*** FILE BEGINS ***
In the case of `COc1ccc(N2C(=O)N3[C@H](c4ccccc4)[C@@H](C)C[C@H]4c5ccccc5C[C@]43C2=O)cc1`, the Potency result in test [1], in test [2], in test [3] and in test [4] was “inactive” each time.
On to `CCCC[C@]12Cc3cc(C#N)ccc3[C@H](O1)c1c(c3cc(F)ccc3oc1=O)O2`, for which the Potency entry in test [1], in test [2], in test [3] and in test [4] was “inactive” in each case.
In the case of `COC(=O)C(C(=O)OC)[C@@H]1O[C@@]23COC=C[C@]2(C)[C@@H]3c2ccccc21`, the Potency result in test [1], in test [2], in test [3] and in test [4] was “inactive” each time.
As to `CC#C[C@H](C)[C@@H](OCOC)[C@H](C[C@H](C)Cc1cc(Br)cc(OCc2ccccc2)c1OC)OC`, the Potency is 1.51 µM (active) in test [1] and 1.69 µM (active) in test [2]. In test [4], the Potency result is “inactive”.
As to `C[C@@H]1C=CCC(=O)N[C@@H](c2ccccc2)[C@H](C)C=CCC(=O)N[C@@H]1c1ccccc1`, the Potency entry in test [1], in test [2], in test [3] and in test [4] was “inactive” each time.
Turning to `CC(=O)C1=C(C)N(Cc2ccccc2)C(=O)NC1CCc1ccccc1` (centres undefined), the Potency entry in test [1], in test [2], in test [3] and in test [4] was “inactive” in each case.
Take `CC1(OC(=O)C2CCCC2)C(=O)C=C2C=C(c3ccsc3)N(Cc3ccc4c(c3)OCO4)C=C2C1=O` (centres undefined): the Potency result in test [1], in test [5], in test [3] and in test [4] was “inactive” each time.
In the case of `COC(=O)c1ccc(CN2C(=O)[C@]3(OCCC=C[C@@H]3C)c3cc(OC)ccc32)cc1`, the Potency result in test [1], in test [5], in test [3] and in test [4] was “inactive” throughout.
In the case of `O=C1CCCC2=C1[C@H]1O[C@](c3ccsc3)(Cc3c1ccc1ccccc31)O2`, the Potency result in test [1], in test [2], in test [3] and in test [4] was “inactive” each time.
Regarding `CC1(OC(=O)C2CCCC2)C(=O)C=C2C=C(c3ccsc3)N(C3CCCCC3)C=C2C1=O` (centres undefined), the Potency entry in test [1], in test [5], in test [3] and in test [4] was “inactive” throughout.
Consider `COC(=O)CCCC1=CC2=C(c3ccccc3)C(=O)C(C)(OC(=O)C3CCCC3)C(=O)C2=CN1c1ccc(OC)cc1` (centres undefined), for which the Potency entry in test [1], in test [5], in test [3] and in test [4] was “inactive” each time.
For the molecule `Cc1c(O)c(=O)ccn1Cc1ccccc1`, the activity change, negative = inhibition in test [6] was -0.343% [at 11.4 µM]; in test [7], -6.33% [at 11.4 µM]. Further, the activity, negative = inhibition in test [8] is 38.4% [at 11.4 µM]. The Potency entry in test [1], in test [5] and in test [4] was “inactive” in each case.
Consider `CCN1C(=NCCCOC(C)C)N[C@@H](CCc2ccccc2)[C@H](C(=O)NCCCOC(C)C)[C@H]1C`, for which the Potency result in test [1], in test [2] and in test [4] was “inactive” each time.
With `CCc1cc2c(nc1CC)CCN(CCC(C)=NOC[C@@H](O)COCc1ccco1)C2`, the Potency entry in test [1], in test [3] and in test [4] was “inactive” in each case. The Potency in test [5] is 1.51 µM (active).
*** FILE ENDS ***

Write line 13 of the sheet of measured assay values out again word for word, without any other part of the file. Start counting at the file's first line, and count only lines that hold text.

Consider `CCN1C(=NCCCOC(C)C)N[C@@H](CCc2ccccc2)[C@H](C(=O)NCCCOC(C)C)[C@H]1C`, for which the Potency result in test [1], in test [2] and in test [4] was “inactive” each time.